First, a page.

Twentieth-century Russian literature, particularly the 1920's and 1930's; definitions of individual and national identity; how writers made sense—and art—of the radical reshaping of society following the Bolshevik Revolution; the fiction of Isaac Babel (1894-1940) and the transformations of his time.
Adjunct Fellow, University of Pennsylvania Center for Advanced Judaic Studies, 2002-2003.
Fellow, Northwestern University Center for the Humanities, 1993-94
Isaac Babel, 1920 Diary, edited and with an introduction and notes by Carol J. Avins, trans. H.T. Willetts (New Haven: Yale University Press, 1995).
Border Crossings: The West and Russian Identity in Soviet Literature, 1917-1934 (Berkeley: University of California Press, 1983).
Articles and book chapters (selected):
“Isaac Babel and the Jewish Experience of Revolution,” in The Enigma of Isaac Babel, ed. Gregory Freidin (Stanford: Stanford University Press, 2009), 82-99.
"Isaac Babel's Tales of Collectivization: Rites of Transition in the New Soviet Village," Slavic Review 64, no.3 (Fall 2005)
" Jewish Ritual and Soviet Context in Two Stories of Isaac Babel," in American Contributions to the Twelfth International Congress of Slavists, Cracow, August-September 1998, ed. Robert A. Maguire and Alan Timber lake (Bloomington, IN: Slavica, 1998), 11-20.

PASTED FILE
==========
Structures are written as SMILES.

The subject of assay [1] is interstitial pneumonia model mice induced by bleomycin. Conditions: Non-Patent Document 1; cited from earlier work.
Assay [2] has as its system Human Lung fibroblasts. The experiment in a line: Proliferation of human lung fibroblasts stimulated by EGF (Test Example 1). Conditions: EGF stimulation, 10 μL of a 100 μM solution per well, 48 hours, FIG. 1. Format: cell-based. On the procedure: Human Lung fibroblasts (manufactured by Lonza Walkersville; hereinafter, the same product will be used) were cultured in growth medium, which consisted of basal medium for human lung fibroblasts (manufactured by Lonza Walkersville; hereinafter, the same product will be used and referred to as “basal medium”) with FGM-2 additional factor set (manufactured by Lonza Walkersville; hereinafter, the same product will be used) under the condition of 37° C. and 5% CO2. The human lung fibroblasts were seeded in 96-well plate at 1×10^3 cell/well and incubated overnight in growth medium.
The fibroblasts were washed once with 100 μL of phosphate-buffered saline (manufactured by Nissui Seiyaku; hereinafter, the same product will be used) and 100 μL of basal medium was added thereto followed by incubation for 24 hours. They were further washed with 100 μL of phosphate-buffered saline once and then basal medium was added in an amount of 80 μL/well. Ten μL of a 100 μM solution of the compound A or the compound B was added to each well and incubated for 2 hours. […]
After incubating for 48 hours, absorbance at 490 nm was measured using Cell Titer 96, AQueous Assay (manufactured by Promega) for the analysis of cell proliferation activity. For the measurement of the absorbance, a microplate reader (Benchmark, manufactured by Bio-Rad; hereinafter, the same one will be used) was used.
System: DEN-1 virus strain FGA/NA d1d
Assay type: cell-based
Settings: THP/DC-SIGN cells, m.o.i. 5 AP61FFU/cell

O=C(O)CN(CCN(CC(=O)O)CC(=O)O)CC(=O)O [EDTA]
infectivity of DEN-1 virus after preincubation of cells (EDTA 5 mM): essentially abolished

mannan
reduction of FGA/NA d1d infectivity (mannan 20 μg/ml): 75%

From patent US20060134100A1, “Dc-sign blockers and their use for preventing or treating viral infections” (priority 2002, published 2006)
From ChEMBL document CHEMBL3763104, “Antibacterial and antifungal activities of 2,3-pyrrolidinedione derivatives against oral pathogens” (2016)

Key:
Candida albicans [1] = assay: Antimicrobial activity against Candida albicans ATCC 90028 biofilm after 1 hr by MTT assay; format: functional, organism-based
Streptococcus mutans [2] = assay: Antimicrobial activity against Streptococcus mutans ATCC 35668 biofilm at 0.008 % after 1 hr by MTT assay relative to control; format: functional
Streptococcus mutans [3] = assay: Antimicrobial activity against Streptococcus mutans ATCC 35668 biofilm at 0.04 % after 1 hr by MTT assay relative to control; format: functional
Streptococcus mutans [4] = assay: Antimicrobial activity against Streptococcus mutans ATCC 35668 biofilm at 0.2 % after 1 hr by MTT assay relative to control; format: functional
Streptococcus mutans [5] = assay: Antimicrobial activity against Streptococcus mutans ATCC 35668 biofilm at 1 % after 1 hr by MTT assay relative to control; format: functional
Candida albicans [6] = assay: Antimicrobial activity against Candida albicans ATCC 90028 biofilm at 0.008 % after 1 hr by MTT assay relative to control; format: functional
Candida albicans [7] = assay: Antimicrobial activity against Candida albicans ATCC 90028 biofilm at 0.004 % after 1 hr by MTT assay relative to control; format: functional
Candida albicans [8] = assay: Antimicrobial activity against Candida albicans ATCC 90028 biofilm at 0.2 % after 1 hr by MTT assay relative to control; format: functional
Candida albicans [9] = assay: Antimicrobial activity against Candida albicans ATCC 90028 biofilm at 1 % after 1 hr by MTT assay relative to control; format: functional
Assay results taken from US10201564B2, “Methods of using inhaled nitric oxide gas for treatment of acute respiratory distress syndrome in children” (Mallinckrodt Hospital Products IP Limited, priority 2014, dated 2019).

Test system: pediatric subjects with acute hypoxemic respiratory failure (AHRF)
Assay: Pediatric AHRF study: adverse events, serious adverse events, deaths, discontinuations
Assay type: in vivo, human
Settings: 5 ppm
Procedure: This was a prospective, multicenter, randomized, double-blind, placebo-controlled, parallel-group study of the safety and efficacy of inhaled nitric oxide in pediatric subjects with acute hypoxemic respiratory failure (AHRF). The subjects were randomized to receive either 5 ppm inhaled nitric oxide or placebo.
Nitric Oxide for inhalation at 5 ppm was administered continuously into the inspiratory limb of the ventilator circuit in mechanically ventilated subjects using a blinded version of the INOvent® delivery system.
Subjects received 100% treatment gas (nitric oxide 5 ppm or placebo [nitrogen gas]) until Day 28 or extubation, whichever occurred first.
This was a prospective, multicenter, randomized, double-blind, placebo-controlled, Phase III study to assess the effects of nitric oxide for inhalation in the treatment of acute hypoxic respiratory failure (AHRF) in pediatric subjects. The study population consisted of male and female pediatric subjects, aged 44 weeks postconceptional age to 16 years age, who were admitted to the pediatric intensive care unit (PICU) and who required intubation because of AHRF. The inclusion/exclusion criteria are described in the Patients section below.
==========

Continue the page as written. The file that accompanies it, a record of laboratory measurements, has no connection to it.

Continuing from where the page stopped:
" Yurii Zhivago's Readers: Literary Reception in Pasternak's Novel and in His Time," in Freedom and Responsibility in Russian Literature, ed. Elizabeth Cheresh Allen and Gary Saul Morson (Evanston: Northwestern University Press and The Yale Center for International and Area Studies, 1995), 213-20. Reprinted in slightly different form in Doctor Zhivago: A Critical Companion, ed. Edith W. Clowes (Evanston: Northwestern University Press and The American Association of Teachers of Slavic and East European Languages, 1995), 49-61.
" Kinship and Concealment in Red Cavalry and Babel's 1920 Diary,"Slavic Review 53:3 (Fall 1994): 694-710.
"Reaching a Reader: The Master's Audience in The Master and Margarita,” Slavic Review 45 (Summer 1986): 272-85.
"Freedom and Emigration in Two Novels of Milan Kundera," Humanities in Society 7, nos.3-4 (Summer-Fall 1984): 151-60.
Irina Ratushinskaya, Beyond the Limit, co-translated with Frances Padorr Brent, Translator's Introduction by Carol J. Avins (Evanston, IL.: Northwestern University Press, 1987).
Professional Activities (selected):
Academic Council, Kennan Institute for Advanced Russian Studies, The Woodrow Wilson International Center for Scholars, 1992-1996
SSRC-ACLS Review Committee on Soviet Studies, 1990-1991
Advisory Board, Slavic and East European Journal, 1985-1989
Program Committee, American Association for the Advancement of Slavic Studies, 1989